Monday, June 29, 2020

On The Ripple Bookshelf: Featuring Ace Frehley, Megaforce - Jon Zazula, and Marky Ramone

Blame it on the Coronavirus, but I've definitely been reading more recently.  Books, magazine, cereal boxes, you name it.  My current passion has been to delve deep into rock music autobiographies, so in that spirit, let's take a quick blast through my current "finished" pile.  A broad mix of autobiographies here, and definitely a mix of quality in the read.   We'll run them down in the order I read them.  My honest opinions, warts and all.

Ace Frehley - No Regrets

Let's face it, I didn't really expect Tolstoy from this book. Ace never struck me as being too much of a thinker, but man, could he play guitar and his work with KISS inspired countless famous axe-men to originally pick up their guitars.  As a long-time KISS fan (I bought Destroyer brand new off the shelf the day it was released) I was really looking forward to this one.  No band has taken more liberties and been protective of their history than KISS.  The “Kiss-speak,”  of "KISS-tory" is almost entirely controlled by leaders Gene Simmons and Paul Stanley, and is so full of legends and myths that it bears little parallel in reality.  So,it’s always been hard to get at the real truth.

Don't look for it here.

I suspect there is a mighty powerful non-disclosure agreement the band has in place to protect their image, and particularly the images of Gene and Paul, because Ace does almost nothing to give us the much longed for "look behind the curtain."   In fact, once ACE is actually in the band, the book becomes mundane.  Rather, the more interesting stuff was the pre-KISS accounting of his life.  Ace leads us through his childhood, his early bands, his restlessness.  It's all charming and a lot of fun to read.  The bits about the early days of KISS including his famous first audition and the early workings of the band before they reached fame were enticing to read, albeit, too brief, and not nearly enough detail on the creative process, the personalities, limitations or conflicts within the band.   It was interesting to learn that on stage, every single move was choreographed to the precise second, which makes sense as they always had to make sure they were in the exact right spot when a pyrotechnic effect happened or else risk getting burned.  I'd never really thought about how, as Ace relates it, it totally killed any spontaneity, improvisation or fun, such that Ace felt like he was more or less a wind up doll.  This, along with dealing with Gene and Paul, led to Ace's feelings of boredom in the band and his turning to increases amounts of alcohol and drugs to alleviate the monotony.   That was interesting. 

But we learn nothing about the dirt and ugly underbelly of the band other than Gene, even at the formation of the band, was all about the money. No big revelation there.  Gene is portrayed as being completely humorless and so devoid of friends that when he was roasted on the Comedy Channel, they had to hire people to perform, because he had no friends to volunteer.   Paul comes across as just a political mouthpiece for the band who surprisingly plays very little roll in Ace's recounting of his life, and Peter is kinda here and kinda there in stories of alcohol and drugs, and not much else.  We certainly never see his bandmates as fully developed people.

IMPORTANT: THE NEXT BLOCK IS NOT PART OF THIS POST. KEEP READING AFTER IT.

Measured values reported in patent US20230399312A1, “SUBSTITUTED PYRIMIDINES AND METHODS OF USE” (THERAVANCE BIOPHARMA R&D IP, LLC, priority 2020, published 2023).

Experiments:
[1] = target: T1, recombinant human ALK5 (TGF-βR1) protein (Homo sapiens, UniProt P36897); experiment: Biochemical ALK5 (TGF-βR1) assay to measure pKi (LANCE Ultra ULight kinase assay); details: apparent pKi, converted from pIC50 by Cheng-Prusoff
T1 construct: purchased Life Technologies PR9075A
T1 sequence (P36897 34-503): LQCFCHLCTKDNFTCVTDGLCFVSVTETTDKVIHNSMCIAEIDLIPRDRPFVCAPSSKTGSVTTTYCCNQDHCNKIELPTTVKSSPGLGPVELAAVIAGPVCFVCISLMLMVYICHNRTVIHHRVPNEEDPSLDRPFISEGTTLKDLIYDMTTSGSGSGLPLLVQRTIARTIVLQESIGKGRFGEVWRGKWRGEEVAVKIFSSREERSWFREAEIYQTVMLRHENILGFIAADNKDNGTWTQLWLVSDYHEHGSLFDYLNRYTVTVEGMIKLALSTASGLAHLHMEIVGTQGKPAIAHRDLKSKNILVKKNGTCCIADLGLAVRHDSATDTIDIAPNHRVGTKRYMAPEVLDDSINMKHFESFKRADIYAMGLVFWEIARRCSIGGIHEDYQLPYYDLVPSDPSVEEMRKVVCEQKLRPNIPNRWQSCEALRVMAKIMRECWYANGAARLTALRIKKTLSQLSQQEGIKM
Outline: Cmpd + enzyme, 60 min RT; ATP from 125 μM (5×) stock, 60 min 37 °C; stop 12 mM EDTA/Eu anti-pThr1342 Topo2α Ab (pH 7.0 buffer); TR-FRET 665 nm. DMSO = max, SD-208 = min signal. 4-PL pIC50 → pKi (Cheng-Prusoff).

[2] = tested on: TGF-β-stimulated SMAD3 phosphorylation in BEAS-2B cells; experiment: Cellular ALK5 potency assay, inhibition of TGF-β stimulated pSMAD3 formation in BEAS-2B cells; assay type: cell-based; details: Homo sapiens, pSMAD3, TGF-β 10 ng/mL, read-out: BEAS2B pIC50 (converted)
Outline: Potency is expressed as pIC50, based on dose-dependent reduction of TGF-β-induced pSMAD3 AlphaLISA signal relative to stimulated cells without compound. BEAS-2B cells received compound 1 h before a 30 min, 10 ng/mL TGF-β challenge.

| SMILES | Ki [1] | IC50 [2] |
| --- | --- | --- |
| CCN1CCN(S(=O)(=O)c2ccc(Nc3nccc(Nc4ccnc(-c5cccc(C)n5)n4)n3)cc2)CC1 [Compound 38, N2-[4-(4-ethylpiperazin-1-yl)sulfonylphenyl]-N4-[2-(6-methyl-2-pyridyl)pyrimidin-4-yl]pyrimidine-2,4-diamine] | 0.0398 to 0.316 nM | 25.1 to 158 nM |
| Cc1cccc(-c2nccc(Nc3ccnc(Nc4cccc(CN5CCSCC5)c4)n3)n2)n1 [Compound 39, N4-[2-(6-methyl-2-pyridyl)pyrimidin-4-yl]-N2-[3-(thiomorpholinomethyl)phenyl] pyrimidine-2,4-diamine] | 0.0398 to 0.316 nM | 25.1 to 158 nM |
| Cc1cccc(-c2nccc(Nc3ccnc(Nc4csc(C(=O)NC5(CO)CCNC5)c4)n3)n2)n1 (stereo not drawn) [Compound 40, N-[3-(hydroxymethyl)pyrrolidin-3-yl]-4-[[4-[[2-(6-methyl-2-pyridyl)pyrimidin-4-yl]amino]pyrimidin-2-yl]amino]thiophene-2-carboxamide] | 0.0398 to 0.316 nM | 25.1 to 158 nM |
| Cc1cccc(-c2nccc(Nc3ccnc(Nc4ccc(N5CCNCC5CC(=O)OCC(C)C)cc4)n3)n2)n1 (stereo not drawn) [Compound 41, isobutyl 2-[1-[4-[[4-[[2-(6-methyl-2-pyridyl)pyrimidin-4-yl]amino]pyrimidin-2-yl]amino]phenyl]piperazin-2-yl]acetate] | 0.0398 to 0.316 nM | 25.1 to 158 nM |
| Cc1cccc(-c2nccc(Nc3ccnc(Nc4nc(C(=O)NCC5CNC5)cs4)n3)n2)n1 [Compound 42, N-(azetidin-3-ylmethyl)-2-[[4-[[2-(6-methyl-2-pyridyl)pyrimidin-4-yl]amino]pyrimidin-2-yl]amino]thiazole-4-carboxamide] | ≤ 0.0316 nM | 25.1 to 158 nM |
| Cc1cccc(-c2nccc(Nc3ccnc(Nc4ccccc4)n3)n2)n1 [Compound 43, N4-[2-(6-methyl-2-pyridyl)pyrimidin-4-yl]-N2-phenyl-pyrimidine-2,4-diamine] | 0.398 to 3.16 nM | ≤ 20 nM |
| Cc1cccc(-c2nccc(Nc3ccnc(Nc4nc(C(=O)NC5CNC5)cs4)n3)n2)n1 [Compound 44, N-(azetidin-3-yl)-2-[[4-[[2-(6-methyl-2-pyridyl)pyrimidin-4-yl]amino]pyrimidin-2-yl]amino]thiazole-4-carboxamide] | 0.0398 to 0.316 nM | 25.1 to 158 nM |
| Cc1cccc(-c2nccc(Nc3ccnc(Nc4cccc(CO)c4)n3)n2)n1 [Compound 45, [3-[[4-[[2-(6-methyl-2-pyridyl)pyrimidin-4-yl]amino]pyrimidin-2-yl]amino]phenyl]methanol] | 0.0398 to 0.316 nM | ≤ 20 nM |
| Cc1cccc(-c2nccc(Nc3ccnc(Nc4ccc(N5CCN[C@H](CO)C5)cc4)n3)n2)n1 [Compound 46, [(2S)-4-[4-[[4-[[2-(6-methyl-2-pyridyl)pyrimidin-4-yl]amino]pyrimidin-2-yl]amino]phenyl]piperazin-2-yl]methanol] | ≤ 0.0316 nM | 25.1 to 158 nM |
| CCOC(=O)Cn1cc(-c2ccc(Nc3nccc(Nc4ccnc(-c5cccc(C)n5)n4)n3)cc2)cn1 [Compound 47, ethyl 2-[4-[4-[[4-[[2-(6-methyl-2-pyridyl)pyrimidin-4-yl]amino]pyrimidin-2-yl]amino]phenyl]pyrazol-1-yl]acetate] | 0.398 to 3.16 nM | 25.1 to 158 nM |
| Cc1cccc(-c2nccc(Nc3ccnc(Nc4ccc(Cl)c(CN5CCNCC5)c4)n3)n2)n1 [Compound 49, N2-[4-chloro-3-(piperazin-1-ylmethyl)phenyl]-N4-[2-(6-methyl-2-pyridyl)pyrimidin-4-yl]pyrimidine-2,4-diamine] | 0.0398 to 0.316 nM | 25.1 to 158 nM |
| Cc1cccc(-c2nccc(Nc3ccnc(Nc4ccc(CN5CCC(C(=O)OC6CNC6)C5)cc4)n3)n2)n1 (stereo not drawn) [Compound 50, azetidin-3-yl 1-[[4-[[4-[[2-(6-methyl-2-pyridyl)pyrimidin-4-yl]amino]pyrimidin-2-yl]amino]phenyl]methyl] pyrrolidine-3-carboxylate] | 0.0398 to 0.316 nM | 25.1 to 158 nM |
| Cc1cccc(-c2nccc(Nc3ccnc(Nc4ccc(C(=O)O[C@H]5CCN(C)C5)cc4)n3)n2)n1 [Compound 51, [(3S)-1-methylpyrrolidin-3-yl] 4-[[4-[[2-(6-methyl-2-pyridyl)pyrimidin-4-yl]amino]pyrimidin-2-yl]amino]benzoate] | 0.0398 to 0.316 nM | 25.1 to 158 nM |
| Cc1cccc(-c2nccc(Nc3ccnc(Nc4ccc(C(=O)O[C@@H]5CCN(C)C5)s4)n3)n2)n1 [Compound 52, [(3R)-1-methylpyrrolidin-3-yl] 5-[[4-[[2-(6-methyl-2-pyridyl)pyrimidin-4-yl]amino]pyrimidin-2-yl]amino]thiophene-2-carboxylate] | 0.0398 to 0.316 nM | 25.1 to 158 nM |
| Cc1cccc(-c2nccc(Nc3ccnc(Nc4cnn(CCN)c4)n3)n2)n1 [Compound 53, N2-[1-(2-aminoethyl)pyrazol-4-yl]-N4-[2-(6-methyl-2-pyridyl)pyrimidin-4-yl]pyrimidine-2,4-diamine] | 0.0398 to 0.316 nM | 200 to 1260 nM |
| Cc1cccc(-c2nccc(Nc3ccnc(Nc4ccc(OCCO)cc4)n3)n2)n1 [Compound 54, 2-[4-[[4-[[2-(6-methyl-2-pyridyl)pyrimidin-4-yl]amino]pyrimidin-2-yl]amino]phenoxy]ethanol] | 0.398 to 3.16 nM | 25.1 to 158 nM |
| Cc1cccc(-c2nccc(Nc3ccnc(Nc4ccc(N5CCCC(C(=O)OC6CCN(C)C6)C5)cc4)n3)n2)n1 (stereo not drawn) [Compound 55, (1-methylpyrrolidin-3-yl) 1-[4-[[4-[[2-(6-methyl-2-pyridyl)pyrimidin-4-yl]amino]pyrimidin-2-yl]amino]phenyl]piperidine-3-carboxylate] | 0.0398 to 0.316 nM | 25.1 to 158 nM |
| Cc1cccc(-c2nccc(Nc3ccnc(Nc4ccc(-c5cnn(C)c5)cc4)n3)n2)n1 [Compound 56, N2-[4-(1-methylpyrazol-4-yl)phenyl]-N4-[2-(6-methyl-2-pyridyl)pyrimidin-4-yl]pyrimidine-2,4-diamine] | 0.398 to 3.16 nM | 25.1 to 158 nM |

And that's the problem   In truth, there aren't enough stories of alcohol and drugs, or the band mates who achieved amazing fame with Ace.  And even worse, the stories that are told are almost completely without insight or even regret or growth.  Basically, Ace drank because he drank.  He was bored so he drank. He totaled his Delorean because he drank. He lost his house because he drank.  No real insight there.  He glances over any feelings about his long-suffering wife, then mentions his daughter from out of nowhere when he gets her a bit part in the terrible KISS and the Phantom of the Park television movie, and comes across as if he's the father of the year for doing so; whereas she's never even mentioned before that.  He gives no remorse for destroying his family.   His career, his life.

I'm a big fan of Ace, so I'm not disillusioned by the man, just disappointed.   In the end, I didn't come out of this knowing the man any better than before, nor seeing his growth as a man from all the ups and downs of his life.  Add to that there really weren't any major revelations in the book, and it was just a so-so read.

Jon Zazula - Heavy Tales: The Metal.  The Music.  The Madness

I hate to say it, but if I was disappointed by the lack of insight in Ace's book, compared to Jon Zazula's look back at his life and the ascent and crash of Megaforce Records, Ace actually was Tolstoy.  I was really looking forward to this one.  I'd missed most of the thrash metal explosion back in the day because my schooling at the time was too intense to allow me much time to listen to music.  So, my knowledge of Megaforce Records and it's incredible roll in the explosion of speed and thrash metal came after the fact.  One day recently, I was power-washing our front steps and listening to an Eddie Truck podcast where he had Jon Zazula on as his guest, and it was fantastic.  I hadn't known Eddie's roll in Megaforce and his relationship with Jon before, so that was fascinating to learn, and gave me new respect for Trunk.  Hearing Zazula and Trunk talk about the old days, from the record store set up at the Flea Market that birthed Megaforce Records to the early signing of Metallica, I was inspired.  I literally pulled out my phone and ordered the book right then and there from Amazon.